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Arthur was an amazing host.  This is when he is truly in his element – showing off the country that he loves and making sure the people around him are having a great time.  He took us for a lovely lunch in Cardiff, drove us to Penarth (lovely town right on the water just north of Cardiff), and then we hung out with his friends who announced, that even though my daughter and I were born in Canada, we were still Taffies.  The word Taffy refers to the people of south Wales and derives from the River Taff.  I have since learned that it is a derogatory word.  I apologize for using it but my story would fall flat if I said that we had been called T*****s.  I am quite sure that there was no insult meant when they used the term.  In fact, I could see the Welsh pride on their faces when they all agreed what we were and we took it in the spirit that it was meant.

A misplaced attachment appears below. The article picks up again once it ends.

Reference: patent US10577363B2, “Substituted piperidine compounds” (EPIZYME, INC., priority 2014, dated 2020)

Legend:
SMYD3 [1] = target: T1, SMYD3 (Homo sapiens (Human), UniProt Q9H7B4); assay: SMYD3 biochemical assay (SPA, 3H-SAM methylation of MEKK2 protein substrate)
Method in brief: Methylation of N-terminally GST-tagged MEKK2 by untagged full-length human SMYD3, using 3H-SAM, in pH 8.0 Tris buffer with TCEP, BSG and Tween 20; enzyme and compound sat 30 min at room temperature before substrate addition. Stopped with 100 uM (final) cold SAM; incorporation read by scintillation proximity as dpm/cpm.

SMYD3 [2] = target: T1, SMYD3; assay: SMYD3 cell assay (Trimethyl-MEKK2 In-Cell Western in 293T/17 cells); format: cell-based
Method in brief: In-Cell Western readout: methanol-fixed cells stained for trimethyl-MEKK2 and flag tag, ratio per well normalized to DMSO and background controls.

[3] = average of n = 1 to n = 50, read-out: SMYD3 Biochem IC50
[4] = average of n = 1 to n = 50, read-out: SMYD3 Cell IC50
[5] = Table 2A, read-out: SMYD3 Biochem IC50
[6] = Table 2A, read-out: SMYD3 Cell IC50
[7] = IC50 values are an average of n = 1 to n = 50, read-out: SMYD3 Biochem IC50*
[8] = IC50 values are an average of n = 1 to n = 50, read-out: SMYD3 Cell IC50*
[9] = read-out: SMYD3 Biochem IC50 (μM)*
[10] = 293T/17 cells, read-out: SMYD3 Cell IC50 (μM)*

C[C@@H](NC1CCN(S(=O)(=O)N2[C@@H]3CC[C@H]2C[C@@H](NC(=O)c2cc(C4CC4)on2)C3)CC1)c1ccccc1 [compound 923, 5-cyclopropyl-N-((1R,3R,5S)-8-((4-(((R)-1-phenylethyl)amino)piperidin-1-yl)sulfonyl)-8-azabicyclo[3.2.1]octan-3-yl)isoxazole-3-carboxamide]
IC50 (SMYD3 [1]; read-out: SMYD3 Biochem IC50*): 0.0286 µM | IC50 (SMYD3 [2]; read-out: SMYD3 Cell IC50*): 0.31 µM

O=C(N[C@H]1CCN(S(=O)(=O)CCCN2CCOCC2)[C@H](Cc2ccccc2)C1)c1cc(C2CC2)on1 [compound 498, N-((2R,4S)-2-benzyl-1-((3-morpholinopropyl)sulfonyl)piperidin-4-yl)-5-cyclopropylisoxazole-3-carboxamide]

A story that Arthur told me had to do with a branch of our family with the last name Walbyoff.  Many of them shortened the name to Walby.  According to Arthur, the Walbyoff branch of the family is descended from a Polish prince by the name of Prince Ralph.  I have googled Prince Ralph of Poland and couldn’t find any reference to him at all.  I suspect this is one of Arthur’s wonderful tall tales.  It doesn’t really matter – it’s stories like these that that make Arthur the larger than life guy that he is.